Constitutional Law

Gay Marriage Infringes Freedom of Its Opponents, Law Prof Argues in Op-Ed

  • Print.

When the law expands one person’s freedom, it restricts that of another.

That principle applies in the context of gay marriage, according to University of St. Thomas law professor Robert Delahunty. In a commentary in the Minneapolis Star Tribune, Delahunty disagrees with the reasoning of a colleague who opposes a proposed Minnesota constitutional amendment to ban gay marriage.

The colleague, University of St. Thomas law professor Mark Osler, argues in the Star Tribune that constitutions typically protect rather than restrict individual freedoms. He urges gay marriage opponents to rely on statute rather than constitutional amendment.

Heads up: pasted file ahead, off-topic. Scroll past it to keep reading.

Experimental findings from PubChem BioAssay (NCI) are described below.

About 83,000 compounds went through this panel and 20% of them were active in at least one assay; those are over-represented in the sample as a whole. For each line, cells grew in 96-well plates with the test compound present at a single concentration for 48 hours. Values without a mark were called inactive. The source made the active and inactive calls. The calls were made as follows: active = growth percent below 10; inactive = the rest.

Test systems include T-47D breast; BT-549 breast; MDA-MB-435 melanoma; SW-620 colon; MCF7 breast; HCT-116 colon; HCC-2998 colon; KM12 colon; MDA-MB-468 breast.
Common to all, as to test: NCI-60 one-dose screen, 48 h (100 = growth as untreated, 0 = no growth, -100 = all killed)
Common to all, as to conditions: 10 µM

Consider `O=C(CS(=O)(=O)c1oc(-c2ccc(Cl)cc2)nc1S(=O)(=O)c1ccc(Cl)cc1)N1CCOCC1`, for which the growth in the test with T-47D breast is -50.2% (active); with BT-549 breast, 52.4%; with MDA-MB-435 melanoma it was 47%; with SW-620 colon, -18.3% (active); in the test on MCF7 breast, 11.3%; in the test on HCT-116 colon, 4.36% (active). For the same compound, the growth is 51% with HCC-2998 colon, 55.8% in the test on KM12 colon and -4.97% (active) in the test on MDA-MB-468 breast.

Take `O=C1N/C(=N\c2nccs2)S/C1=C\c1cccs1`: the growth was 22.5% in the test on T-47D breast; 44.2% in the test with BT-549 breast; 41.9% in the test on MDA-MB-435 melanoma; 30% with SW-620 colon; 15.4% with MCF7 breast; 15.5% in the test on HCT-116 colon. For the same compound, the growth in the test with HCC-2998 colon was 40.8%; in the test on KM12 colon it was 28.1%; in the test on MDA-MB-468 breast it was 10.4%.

Delahunty sees logical flaws in Osler’s argument. When gay marriage is allowed, heterosexuals are still free to marry one another, Delahunty acknowledges. “But proponents of the marriage amendment argue that an important freedom is being lost: that of living in a social world in which marriage has a particular meaning and is related in specific ways to natural reproduction and family life,” Delahunty writes.

“Of course, some tradeoffs are desirable,” Delahunty continues. “No one now regrets that the constitutional amendment banning slavery necessarily ended the freedom to own slaves. But it is not an argument for that amendment that it expanded freedom without contracting it. It did both.”

The Volokh Conspiracy notes the commentary. Writes one commenter, “Professor Delahunty is restricting my freedom to live in a world where he does not write this op-ed.”

Give us feedback, share a story tip or update, or report an error.